Exoplanets & Exomoons

Planet Formation — Observational Constraints, Physical Processes, And Compositional Patterns

By Keith Cowing
Status Report
April 26, 2024
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Planet Formation — Observational Constraints, Physical Processes, And Compositional Patterns
This is an artist’s impression of a young star surrounded by a protoplanetary disc in which planets are forming. An international team of astronomers have used the NASA/ESA/CSA James Webb Space Telescope to provide the first observation of water and other molecules in the inner, rocky-planet-forming regions of a disc in one of the most extreme environments in our galaxy. These results suggest that the conditions for rocky-planet  formation, typically found in the discs of low-mass star-forming regions, can also occur in massive-star-forming regions and possibly a broader range of environments. [Image description: At the centre of the image, a bright light source illuminates a surrounding disc, which transitions from colours of white, grey, to orange. The disc is slightly tilted from upper left to lower right, and has spiral features that are most prominent near the star. Small, rocky objects are scattered throughout the disc. At upper right, there is a gap through which background stars can be seen.]

The goal of planet formation as a field of study is not only to provide the understanding of how planets come into existence.

It is also an interdisciplinary bridge which links astronomy to geology and mineralogy. Recent observations of young stars accompanied by their protoplanetary disks (Manara et al. 2022) provide direct insights into the conditions at which planets are forming.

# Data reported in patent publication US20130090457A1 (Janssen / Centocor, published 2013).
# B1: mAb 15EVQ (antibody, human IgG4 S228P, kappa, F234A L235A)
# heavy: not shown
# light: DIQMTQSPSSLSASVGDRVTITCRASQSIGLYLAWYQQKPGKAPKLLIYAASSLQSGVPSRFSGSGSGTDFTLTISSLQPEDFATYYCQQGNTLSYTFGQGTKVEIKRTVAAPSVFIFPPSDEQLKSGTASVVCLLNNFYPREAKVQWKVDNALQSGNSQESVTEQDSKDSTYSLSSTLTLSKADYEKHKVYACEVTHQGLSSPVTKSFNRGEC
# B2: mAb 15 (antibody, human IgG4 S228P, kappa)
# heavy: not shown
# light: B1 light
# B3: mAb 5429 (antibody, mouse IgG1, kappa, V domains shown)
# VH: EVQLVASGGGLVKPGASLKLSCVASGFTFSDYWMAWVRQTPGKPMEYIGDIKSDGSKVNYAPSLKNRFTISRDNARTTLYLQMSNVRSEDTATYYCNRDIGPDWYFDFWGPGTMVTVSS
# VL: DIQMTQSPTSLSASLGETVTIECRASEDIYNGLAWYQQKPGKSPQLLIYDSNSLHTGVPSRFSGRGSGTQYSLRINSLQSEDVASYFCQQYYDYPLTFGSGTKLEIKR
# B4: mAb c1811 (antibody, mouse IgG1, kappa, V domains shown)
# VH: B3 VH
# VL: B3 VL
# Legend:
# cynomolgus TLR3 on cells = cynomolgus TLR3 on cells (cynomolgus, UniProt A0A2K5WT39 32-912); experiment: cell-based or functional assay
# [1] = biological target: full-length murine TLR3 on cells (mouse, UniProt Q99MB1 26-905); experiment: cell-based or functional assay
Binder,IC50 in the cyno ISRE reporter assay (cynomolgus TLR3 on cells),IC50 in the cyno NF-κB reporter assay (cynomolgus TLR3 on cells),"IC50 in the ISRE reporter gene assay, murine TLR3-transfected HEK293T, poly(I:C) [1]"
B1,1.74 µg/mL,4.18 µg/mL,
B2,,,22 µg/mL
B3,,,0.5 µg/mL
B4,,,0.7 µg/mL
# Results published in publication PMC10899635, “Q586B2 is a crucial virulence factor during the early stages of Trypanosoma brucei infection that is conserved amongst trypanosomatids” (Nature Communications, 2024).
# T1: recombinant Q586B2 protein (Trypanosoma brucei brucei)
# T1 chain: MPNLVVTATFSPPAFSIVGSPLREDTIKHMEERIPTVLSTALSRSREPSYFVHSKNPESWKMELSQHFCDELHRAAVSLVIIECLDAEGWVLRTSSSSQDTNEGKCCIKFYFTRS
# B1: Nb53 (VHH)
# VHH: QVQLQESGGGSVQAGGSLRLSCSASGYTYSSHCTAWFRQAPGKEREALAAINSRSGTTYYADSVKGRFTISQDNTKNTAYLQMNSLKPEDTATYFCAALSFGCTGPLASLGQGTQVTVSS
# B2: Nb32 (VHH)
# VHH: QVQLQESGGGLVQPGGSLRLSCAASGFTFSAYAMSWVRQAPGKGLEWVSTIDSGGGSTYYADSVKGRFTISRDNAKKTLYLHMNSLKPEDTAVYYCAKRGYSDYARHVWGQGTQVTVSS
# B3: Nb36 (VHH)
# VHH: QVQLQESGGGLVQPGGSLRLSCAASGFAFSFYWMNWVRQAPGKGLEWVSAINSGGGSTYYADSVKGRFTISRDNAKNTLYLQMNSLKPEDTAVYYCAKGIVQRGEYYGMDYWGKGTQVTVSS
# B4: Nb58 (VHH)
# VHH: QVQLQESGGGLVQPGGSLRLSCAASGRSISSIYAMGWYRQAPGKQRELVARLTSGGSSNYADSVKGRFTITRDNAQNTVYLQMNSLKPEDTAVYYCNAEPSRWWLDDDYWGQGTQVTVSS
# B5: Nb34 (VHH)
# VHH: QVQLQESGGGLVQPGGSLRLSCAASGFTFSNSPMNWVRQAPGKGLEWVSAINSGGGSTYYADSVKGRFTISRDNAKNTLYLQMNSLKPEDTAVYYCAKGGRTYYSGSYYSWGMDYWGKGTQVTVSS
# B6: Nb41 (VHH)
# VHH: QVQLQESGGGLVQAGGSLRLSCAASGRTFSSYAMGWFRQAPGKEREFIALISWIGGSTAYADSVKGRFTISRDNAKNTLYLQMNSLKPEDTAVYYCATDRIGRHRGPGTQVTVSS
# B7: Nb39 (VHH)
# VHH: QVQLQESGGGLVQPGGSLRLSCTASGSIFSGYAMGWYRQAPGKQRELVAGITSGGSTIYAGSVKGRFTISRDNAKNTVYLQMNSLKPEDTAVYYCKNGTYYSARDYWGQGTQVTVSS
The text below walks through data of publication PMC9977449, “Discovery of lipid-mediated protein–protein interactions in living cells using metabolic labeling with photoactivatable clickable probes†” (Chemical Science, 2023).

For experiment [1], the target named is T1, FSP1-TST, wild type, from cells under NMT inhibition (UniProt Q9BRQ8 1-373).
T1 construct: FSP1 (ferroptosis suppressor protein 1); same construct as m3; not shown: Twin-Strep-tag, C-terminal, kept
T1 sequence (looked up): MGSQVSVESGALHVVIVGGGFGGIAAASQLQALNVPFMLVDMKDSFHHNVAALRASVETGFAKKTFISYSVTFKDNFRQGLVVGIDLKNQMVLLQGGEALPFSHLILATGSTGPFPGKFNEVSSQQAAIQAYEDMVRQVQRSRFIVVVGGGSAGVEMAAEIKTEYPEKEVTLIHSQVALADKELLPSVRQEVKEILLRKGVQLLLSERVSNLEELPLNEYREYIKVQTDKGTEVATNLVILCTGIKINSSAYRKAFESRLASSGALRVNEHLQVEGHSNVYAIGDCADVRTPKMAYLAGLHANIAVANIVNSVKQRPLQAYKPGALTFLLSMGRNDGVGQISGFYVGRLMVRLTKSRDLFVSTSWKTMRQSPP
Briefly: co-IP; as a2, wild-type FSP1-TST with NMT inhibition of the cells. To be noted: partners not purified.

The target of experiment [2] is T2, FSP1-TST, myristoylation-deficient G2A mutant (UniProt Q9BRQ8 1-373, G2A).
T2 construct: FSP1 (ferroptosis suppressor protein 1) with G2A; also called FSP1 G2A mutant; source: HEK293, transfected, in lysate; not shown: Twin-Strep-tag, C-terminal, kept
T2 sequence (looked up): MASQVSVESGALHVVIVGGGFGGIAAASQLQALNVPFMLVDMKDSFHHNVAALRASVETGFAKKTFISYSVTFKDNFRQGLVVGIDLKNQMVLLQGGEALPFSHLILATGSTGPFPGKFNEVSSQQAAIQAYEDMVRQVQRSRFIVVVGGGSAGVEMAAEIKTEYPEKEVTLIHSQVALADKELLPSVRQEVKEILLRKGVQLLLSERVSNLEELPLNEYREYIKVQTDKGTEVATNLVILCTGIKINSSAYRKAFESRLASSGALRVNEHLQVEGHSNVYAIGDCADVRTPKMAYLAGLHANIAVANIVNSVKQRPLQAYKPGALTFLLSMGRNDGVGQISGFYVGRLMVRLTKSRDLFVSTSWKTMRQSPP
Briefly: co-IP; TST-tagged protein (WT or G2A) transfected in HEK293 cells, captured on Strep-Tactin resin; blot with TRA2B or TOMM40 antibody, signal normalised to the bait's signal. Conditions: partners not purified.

These astronomical observations can be taken as initial conditions for the models of planet formation. In this chapter, we first give an brief overview of key observational constraints for planet formation theory derived from both the solar system and from the exoplanet population. We then review physical mechanisms governing planetary system formation and discuss how they can be put together to form global planet formation models.

Finally, we discuss how the compositional links from protoplanetary disks to planetary atmospheres put novel constraints on planet formation theory. In particular, we are currently gaining insights into the composition of the inner, planet-forming region within the disks thanks to observations from the James Webb Space Telescope (Grant et al. 2023; Perotti et al. 2023).

The task for planet formation modelling is then to link these observational properties and compositional content to the physical properties, and also the elementary inventory of meteorites, the Moon, Earth, and the other planets. If successful, this global approach can provide useful constraints for geological studies.

Christoph Mordasini, Remo Burn

Comments: Chapter 3 accepted for publication in the Reviews in Mineralogy and Geochemistry (RiMG) Volume 90 on “Exoplanets: Compositions, Mineralogy, and Evolution” edited by Natalie Hinkel, Keith Putirka, and Siyi Xu; 39 pages, 15 figures, and 39 equations
Subjects: Earth and Planetary Astrophysics (astro-ph.EP); Solar and Stellar Astrophysics (astro-ph.SR); Geophysics (physics.geo-ph)
Cite as: arXiv:2404.15555 [astro-ph.EP] (or arXiv:2404.15555v1 [astro-ph.EP] for this version)
Submission history
From: Christoph Mordasini [via Natalie Hinkel as proxy]
[v1] Tue, 23 Apr 2024 23:06:00 UTC (18,144 KB)


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